TEACHERS have raised the prospect of huge disruption to schools later this term by voting to go on strike over the “erosion” of their pay and working conditions.
The National Union of Teachers (NUT) said its ballot of members had shown that 82.5 per cent were in favour of walkouts, with a turnout of 27 per cent. Members also voted for industrial action short of strikes, with 91.6 per cent in favour, the union said.
The result raises the threat of huge disruption to schools later this term.
The NUT, which has previously balloted members over changes to public sector pensions, has warned of joint strikes with the NASUWT teachers’ union
The NASUWT already has a mandate to take industrial action over the same issues. Yesterday, the NUT said the two unions will be campaigning together to “ensure that the onslaught of attacks on the teaching profession stops”.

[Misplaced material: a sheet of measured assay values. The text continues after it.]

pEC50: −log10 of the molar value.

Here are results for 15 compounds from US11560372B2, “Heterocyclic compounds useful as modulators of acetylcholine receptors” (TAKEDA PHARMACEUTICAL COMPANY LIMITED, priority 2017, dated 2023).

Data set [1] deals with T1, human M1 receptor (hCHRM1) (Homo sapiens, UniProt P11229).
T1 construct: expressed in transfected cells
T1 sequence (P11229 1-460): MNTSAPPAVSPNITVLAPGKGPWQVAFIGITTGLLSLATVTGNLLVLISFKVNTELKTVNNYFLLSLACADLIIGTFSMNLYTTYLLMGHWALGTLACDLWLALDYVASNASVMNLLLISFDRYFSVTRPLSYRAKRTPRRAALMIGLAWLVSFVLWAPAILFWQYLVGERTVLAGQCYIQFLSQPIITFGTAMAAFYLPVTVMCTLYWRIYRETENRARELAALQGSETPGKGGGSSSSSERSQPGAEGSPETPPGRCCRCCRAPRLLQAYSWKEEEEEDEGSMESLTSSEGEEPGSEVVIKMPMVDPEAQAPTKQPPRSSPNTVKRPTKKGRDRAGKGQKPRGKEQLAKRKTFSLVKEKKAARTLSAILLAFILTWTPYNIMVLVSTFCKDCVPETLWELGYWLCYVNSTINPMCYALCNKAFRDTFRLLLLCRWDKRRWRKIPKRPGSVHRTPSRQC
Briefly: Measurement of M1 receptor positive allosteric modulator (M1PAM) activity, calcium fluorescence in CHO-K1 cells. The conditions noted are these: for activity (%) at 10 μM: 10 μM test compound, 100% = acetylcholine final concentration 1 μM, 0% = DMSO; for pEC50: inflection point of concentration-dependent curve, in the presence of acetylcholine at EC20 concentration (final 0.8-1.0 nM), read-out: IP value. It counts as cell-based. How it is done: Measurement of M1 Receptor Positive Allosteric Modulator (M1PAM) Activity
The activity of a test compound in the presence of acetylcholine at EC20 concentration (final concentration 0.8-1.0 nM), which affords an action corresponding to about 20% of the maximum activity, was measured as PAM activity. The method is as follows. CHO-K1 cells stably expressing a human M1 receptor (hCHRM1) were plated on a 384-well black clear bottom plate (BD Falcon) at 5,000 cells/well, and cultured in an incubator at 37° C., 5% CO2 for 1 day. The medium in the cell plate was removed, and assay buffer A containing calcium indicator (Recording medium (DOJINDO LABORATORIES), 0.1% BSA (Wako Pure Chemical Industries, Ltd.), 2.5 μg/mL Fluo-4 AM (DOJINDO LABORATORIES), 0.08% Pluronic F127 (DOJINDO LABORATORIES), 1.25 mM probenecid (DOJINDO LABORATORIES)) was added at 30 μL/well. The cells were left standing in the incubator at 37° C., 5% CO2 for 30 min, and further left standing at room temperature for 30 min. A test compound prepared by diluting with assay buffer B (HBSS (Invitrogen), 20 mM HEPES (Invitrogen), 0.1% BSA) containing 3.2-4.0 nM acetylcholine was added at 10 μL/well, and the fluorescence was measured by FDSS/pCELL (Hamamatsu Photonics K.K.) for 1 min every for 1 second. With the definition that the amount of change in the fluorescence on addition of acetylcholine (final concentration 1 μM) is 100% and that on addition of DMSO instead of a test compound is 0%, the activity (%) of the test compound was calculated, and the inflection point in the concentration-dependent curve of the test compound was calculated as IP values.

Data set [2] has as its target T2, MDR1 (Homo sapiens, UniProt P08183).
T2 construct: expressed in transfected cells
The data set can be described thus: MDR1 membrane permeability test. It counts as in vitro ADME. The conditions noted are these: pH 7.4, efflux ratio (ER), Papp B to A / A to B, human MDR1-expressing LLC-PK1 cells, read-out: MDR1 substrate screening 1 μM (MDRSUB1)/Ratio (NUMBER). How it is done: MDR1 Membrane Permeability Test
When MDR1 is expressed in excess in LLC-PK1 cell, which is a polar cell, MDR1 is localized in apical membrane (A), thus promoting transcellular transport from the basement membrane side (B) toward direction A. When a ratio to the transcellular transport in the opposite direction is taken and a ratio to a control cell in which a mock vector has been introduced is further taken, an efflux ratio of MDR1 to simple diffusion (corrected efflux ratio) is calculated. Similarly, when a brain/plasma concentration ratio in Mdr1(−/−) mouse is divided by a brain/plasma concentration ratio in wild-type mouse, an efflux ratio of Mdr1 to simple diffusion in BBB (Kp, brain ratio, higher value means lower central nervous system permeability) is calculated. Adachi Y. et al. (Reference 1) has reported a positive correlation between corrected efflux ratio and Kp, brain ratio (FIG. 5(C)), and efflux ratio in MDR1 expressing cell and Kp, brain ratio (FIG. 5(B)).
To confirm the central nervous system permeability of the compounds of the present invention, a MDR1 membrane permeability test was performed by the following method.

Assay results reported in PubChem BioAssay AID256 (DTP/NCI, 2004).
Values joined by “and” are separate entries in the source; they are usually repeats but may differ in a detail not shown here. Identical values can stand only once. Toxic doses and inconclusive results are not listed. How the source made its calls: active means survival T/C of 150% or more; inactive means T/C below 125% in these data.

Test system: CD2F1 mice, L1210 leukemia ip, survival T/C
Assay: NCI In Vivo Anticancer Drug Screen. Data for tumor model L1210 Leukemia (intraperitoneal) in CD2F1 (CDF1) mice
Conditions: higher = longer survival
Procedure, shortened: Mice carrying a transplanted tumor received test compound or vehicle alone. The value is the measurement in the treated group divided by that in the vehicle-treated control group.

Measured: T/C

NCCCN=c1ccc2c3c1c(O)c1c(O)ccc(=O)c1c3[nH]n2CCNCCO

Further details of the campaign will be set out on Monday.
NUT general secretary Christine Blower said: “The NUT is left with no option but to take action to protect the well-being of our members and restore their rights to do their job thoroughly and properly.
“Teachers are being undermined by a Government whose almost daily criticisms and erosion of working conditions and pay, coming on top of previous attacks on pensions, are unacceptable. This negative approach to the profession has to stop.
“No other profession comes under such continual scrutiny and no other profession has accountability systems based on so little trust. This is bound to lower morale.”
The ballot result follows a warning by the leader of the UK’s biggest trade union – Len McCluskey, general secretary of Unite – of a fresh wave of co-ordinated strikes because of continuing anger over cuts to pay and pensions.